Homothugs - A Social Paradox

adrian's picture

A local website has a really intriguing article about homothugs.

“As a Latino man, I understand what the situation is for black men as well. With these cultures, there is a huge machismo thing that does not allow for people to deal with their sexuality,

suffragettecity's picture

It seems that in Anglo-Americ

It seems that in Anglo-America (the US and Canada), anyone from south of the US border is considered "Hispanic," which is not usually taken to mean "white," even if the person in question is of European descent.

metrored's picture


I don't really know how to react to that article because DL men has seemed to be the theme of queer people of color issues for this semester. I feel like tat article leaves out some important information, namely that the DL culture only became a big deal after it was associated with the rising rates of HIV infection among black women. Black men have always been apart of the black community though not necessarily the same way as gay white men. With that said, it isn't just since the rise of hip-hop that black and hispanic men have been having sex with each other. Hip-hop isn't the reason men are on the Down Low.

There are many reasons that black and Hispanic men wouldn't identify themselves as gay or bisexual that the article did touch on but it misses an important connection that I notice between white supremacy in the queer community and homophobia in the black community. Most of the cultural norms and understandings of the visible queer community in the US either come from or are a reaction to the cultural norms of the mainstream white community in the US. as a black man I don't necessary subscribe to those norms, the culture that I was raised in is not necessarily represented which causes a big problem if you're from a homogeneously black community or a family that places important emphasis on racial identity.

Most of the black men who identify (as gay/bisexual) at a young age (middle school/high school), 1) do so in mixed race setting with and LGBT community and 2) have serous issues reconciling their racial and sexual identities often causing them to not be a major part of the black communities where they come from and re-socialize themselves within the white queer community. This problematic because I feel that as a black man identifying yourself as gay implies that you're going to stop identifying with black people.

I think this is where being DL come into play because it takes away the conflict between racial and sexual identity by allowing one to express his sexual identity while leaving his racial identity intact.

just so you know,. I write about this a lot in my blog.

Also, I didn't really like the use of the term "homothug" in the article as the primary term for referring to DL men when in in most of not all media referring to DL men has referred to DL men as DL men or men on the Down Low. I've only seen homothug used as at best a peripheral term that isn't necessary used my member so the community to define themselves.

greyboi's picture

My Thoughts exactly!

Also, part of it is the word "gay" in and of itself. Much of part of the culture in growing up as a black male requires that one demonstrate an artificial sense of masculinity to gather a certain level of respect. This often conflicts with the stereotypical effeminate image commonly associated with gay men.

My being gay makes me no less black, and my being black makes me no less gay. However, the media has been effective in characterizing black males as being homophobic, sexist, and wife-beaters. Rap and hip-hop video culture and its objectification of women also adds to this fire.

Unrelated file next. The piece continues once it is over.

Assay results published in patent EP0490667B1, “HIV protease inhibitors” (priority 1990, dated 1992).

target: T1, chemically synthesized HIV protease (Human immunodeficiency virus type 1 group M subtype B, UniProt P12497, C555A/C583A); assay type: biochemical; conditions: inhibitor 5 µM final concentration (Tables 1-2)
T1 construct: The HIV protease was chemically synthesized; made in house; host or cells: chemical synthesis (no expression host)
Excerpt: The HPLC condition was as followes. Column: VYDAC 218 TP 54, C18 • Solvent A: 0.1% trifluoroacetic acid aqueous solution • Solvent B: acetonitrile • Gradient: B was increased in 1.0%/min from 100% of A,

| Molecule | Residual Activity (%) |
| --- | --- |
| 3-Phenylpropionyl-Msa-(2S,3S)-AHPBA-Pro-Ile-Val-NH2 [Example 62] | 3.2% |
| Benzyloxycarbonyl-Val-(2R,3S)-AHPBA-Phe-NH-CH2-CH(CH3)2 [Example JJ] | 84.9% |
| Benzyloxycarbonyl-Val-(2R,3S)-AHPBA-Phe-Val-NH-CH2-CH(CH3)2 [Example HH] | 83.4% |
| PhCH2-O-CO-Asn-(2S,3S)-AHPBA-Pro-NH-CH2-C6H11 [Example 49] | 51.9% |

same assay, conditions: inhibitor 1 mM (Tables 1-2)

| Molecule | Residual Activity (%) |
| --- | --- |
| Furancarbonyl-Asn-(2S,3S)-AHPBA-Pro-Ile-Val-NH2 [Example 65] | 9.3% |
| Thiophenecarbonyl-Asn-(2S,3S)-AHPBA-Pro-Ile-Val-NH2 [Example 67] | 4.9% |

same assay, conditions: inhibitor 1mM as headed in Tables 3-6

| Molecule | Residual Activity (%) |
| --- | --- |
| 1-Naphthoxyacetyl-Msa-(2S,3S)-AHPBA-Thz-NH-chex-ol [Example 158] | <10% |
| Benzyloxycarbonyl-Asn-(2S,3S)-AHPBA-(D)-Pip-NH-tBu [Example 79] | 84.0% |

And personally, I don't like the use of the term "homothug", because I have never once thought of myself as a "thug", just a homo. :)

morbid intentions 666's picture


i think they forgot bout asians well...homo chinese anyways....r goin against tradition so?.....wait im makin no sense......ok in other words wha bout asains & other minorities..that..i forgot...?
"keep ur thorns,cuz m running away" -Mudvayne
"simply being loved, loved, loved -- it's more than enough"-BT (thx)

suffragettecity's picture

Asian cultures

Historically, homosexual behavior was considered acceptable in most Asian cultures, and this is still true in some places such as Cambodia and certain parts of Indonesia. Before the mid-19th century, the Chinese language had no words for "homosexual," "heterosexual," or "bisexual" - all of which were coined and subsequently translated into Chinese during the Victorian era. This wasn't because the idea of two men or two women sleeping together was unheard of, but because human sexuality was not rigidly defined then as it is now, and it was actually common for most people to have partners of both sexes. I suppose it was like Ancient Greece or the Celts in that respect.

From my knowledge, most of the homophobia in non-Muslim Asian (esp. Japanese, Korean, Chinese, and Vietnamese) cultures was imported from the West, by both Christian missionaries from Europe and by adherents to what was considered "scientific" thinking in the 19th century. Around the turn of the last century, while the educated elite of China and Japan (Korea was still a part of Japanese territory at that time) were soaking up just about every piece of Western thinking they could get their hands on, one little "foreign devil" that managed to creep in was the belief popular in Europe and the Americas at the time that homosexuality was a "pathology." The rest is history. The only indigenous "homophobia" is the attitude that regardless of one's orientation, he or she is obligated to get married and have children. Then again, in the past, people would still maintain same-sex relationships after marriage.

So, in a way, you could say that it's really homophobes that are going "against tradition," not gay people.